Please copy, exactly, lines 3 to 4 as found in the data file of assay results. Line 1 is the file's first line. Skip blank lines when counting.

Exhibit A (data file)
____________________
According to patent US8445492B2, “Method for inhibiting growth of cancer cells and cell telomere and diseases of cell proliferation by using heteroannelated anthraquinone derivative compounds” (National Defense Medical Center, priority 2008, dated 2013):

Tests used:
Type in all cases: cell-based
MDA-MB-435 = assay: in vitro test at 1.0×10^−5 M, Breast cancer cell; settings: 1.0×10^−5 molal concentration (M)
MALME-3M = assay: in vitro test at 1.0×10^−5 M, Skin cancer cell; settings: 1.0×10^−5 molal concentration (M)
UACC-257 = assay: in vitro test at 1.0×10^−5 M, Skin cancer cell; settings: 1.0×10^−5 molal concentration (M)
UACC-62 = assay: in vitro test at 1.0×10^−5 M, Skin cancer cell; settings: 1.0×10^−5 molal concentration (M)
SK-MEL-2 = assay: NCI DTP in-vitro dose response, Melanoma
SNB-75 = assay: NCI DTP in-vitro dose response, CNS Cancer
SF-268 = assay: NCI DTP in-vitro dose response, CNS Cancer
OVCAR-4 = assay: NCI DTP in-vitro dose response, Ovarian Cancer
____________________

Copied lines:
Type in all cases: cell-based
MDA-MB-435 = assay: in vitro test at 1.0×10^−5 M, Breast cancer cell; settings: 1.0×10^−5 molal concentration (M)